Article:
Kazakh National has been recognized as the No. 1 medical institute in Kazakhstan. The medal honors S.D. Asfendiyarov, the university’s first rector.

UM Recognized Among ‘Great Colleges To Work For’

Chronicle of Higher Education surveys university employees across the nation, finds high employee satisfaction at Ole Miss

Staff members are treated to a free "desk yoga" class sponsored by RebelWell as part of Staff Appreciation Week.  Photo by Nathan Latil/Ole Miss Communications

Staff members are treated to a free ‘desk yoga’ class sponsored by RebelWell as part of Staff Appreciation Week. Photo by Nathan Latil/Ole Miss Communications

OXFORD, Miss. – For the sixth time in seven years, the University of Mississippi has been recognized as one of the nation’s “Great Colleges To Work For” by the Chronicle of Higher Education.

UM was cited for excellence in collaborative governance, employee confidence in the university’s senior leadership, workers’ job satisfaction and also on the availability of professional and career development programs. Chancellor Dan Jones said employees are deeply committed to the university’s mission, which unites the workforce.

“We are fortunate to have a great spirit among our faculty, staff and leadership,” Jones said. “I believe it is our common commitment to our mission that is the driving force. Offering transformation of individual lives and the broader community through education, research and service binds us together.”

The full results of the survey of employees at universities and colleges across America will be featured in the Chronicle’s Academic Workplace Special Issue, which comes out July 25.

The Chronicle has recognized “Great Colleges To Work For” for the last seven years, and UM has been recognized in six of those years. In 2013, the university was recognized in nine different categories, including collaborative governance, availability of professional career development programs, quality of the teaching environment, job satisfaction and confidence in senior leadership, among others.

This year, 92 colleges across the country were recognized for having good employment environments.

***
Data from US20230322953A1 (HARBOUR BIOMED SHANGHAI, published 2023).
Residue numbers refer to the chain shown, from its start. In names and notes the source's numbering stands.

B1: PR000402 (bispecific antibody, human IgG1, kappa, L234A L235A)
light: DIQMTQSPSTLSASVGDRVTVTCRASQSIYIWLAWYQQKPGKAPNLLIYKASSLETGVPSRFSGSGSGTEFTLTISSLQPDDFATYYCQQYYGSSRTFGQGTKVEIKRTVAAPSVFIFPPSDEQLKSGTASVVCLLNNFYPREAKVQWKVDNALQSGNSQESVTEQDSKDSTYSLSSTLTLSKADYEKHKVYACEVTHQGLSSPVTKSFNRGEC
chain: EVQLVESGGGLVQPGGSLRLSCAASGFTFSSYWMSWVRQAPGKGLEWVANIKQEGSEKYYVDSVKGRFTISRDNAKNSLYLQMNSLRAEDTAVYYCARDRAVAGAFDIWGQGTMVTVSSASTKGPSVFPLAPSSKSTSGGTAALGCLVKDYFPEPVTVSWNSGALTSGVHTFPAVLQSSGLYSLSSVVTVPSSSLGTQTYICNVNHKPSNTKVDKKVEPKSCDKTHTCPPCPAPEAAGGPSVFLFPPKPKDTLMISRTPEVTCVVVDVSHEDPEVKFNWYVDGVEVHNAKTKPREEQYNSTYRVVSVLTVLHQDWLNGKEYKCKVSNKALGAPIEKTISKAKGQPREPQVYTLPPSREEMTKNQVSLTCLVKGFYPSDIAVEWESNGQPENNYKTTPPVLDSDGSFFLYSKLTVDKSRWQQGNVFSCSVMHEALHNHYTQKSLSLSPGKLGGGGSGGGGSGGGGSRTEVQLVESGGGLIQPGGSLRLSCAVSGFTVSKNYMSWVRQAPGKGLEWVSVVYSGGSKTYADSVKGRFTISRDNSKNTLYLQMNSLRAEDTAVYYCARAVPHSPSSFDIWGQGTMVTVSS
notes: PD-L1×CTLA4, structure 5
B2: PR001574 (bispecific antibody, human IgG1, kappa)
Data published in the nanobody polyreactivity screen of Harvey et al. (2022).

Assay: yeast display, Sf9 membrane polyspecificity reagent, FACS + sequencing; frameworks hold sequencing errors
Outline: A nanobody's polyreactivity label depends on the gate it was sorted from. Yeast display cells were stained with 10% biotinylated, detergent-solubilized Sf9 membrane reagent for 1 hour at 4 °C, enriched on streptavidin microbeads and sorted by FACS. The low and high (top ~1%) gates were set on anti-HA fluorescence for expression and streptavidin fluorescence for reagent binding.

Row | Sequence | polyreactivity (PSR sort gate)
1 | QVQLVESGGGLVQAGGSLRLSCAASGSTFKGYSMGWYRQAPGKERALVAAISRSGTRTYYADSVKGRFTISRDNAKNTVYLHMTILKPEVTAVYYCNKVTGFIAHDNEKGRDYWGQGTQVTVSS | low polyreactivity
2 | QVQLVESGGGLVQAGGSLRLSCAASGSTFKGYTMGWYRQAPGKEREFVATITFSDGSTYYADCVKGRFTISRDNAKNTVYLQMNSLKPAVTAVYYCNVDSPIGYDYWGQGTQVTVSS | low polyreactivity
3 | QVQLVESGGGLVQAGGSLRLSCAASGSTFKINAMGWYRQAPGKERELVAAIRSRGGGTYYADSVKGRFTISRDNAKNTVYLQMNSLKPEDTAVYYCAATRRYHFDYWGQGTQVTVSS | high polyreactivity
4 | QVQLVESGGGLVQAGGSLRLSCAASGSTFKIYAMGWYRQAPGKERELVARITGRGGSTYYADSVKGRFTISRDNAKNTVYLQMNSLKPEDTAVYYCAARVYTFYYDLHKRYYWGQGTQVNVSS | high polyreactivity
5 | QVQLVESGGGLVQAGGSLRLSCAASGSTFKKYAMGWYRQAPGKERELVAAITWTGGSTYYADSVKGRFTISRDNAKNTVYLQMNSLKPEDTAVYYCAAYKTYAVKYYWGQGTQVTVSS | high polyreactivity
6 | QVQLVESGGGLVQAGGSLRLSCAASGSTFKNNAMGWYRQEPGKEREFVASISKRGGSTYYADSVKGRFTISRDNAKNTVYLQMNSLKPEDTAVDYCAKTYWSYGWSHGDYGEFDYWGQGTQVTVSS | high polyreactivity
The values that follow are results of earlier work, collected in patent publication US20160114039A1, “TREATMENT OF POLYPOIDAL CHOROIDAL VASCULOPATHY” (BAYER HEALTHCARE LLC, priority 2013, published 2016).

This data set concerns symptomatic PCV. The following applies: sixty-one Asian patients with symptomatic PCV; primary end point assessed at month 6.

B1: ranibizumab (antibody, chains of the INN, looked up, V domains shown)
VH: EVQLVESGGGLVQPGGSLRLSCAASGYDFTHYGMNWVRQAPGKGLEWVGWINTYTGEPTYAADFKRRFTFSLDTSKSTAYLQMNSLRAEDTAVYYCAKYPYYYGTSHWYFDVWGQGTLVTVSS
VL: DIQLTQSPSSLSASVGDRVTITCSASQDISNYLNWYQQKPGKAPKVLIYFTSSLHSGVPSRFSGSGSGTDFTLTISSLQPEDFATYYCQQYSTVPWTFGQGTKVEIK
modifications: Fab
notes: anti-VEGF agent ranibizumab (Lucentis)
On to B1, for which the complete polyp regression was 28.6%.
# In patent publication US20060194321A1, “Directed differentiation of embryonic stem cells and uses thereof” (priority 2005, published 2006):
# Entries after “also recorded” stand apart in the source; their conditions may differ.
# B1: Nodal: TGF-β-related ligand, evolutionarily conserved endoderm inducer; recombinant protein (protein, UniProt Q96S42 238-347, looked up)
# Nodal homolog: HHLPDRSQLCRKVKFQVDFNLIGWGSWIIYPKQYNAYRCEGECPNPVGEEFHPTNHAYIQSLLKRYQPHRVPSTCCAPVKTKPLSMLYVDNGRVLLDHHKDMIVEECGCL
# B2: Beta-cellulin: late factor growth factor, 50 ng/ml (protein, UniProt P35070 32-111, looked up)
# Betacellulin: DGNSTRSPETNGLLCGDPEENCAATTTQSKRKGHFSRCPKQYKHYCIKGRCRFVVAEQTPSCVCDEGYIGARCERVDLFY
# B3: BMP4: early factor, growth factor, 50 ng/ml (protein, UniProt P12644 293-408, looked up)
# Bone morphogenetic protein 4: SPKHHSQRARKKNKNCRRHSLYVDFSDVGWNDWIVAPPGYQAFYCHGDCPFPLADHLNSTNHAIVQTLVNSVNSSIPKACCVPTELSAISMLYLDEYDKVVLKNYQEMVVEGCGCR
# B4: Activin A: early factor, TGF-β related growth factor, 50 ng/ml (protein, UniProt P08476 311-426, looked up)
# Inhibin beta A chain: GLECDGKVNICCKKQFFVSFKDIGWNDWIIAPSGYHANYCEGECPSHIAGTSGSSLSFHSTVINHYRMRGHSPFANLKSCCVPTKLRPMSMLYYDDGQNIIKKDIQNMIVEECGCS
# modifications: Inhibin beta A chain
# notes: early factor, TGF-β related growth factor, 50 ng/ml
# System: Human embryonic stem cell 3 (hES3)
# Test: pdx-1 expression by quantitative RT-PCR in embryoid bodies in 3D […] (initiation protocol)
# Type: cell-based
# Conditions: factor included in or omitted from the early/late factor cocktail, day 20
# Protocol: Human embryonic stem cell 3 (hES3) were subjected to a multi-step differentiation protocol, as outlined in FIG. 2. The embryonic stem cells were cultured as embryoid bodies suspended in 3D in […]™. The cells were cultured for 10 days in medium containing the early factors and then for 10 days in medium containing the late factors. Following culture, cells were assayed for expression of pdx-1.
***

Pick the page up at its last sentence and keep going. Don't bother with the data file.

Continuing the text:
Earlier this year, the university participated in the survey, which is designed to recognize institutions that have built great workplaces. The surveys designed specifically for higher education were sent to a sample of each institution’s full-time faculty, staff, administrators, and exempt and non-exempt staff. The survey answers were submitted anonymously by the employees. The questionnaires were processed by an independent third-party company, ModernThink LLC.

The spirit of UM employees also helps create a great work environment, said Clay Jones, UM assistant vice chancellor and director of human resources.

“The university is honored to once again be mentioned among other elite universities as being a great place to work,” Jones said. “We believe we offer a fantastic environment that is conducive to learning, sharing and helping others, which leads to many individuals thriving in the workplace.”

The rewarding nature of working at the university and helping with its mission of preparing the nation’s future leaders is a definite employee mood booster, Provost Morris Stocks said.

“Our dedicated faculty and staff foster an environment of excellence, creativity and respect,” Stocks said. “Our work is more than a job. It is an opportunity to have a truly rewarding professional career and a chance to make a meaningful difference in the lives of our students. The gratification that our faculty and staff experience as they fulfill the mission of the University of Mississippi is manifested in the quality education that our students receive.”

The recognition comes at a time when many universities across the nation are dealing with budget struggles, while at the same time trying to keep tuition costs as low as possible for students. The head of the company that handled the Chronicle survey said those institutions that were able to keep employees happy during tough times deserve extra credit.

“It’s easier to be a great workplace during good times, but it’s when times are tough that the commitment to workplace quality really gets tested,” said Richard K. Boyer, principal and managing partner of ModernThink. “And those institutions that measure up during times of economic hardship reinforce their already strong cultures and put even more distance between them and their peer institutions for whom they compete for talent.”